When a person wants to postulate something, what are the rules and best practices he can adhere too?
How should the idea one is trying to express be formulated?
If you want to use formal logic as inspiration, there are three appropriate ways to use postulates:
First, you can postulate something, show that accepting that postulate leads to an impossibility, and thus show the postulate is false.
Second, you can postulate something, draw a conclusion, then postulate the opposite, draw the same conclusion, and thus show the conclusion is sure.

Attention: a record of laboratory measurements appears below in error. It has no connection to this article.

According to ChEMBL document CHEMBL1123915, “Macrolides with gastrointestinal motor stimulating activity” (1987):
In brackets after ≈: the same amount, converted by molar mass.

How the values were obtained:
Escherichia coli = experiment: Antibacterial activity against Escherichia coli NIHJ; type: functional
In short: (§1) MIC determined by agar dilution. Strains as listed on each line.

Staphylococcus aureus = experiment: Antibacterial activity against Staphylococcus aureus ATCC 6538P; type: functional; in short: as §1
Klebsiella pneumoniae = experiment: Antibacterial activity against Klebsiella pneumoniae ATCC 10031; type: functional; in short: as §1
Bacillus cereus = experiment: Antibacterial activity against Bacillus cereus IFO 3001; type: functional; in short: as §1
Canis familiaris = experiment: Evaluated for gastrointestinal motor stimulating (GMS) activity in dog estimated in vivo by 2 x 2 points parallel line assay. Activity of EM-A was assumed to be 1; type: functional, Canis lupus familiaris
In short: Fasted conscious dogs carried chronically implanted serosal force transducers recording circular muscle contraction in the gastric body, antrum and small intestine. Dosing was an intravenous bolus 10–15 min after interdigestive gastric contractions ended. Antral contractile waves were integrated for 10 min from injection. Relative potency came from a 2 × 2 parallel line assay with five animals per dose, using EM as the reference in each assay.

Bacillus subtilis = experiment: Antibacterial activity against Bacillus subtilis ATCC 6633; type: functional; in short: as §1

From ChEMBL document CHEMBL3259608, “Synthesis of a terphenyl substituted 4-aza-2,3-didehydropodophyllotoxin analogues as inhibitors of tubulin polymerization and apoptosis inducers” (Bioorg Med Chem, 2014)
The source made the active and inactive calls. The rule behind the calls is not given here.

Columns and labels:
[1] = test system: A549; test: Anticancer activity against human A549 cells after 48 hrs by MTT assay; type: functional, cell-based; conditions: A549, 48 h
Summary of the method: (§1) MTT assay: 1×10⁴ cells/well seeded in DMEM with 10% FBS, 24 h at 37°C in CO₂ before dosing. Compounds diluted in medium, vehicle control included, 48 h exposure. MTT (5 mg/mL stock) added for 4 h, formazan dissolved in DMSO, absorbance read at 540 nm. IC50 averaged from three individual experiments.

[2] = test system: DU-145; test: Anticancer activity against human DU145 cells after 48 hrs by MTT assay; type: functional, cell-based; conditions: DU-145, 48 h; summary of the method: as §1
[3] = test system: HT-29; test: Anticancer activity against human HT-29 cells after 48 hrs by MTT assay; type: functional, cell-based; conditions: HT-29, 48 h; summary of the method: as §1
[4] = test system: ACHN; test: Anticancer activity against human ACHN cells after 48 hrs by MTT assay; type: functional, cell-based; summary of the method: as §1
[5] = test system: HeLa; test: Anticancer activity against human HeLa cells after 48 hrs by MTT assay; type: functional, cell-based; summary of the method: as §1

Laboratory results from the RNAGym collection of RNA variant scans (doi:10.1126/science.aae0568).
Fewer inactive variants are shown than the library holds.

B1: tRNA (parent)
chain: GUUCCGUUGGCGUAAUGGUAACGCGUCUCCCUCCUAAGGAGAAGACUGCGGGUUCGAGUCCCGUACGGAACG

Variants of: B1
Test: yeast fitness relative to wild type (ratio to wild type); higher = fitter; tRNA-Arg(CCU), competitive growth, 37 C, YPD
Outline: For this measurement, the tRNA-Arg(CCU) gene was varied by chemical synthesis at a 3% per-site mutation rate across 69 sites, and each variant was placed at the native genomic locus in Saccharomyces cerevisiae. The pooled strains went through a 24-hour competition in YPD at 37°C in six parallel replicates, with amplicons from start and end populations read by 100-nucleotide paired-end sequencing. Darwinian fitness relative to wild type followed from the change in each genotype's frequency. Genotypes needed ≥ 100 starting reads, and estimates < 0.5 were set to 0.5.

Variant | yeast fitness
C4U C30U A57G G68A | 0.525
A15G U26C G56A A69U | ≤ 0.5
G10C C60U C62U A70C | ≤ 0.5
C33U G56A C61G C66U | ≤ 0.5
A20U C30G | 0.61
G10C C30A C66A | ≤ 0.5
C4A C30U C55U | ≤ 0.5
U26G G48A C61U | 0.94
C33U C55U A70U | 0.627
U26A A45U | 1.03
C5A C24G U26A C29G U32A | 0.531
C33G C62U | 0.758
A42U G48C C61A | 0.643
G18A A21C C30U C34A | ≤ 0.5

Third, you can make a postulate, and draw a conclusion, and thus show that if your postulate were true, your conclusion would be as well.
Any idea you want to postulate should be proposed in such a way as to make criticism as easy as possible so that it can be eliminated if it is wrong. This leads to many methodological constraints as explained in "Logic of Scientific Discovery" by Karl Popper. For example, an idea should have implications for some issue beyond the problem it was originally invented to solve partly because if it has no such implications there is no way to eliminate it if it is wrong. For more details of the rules Popper proposed see
and references therein.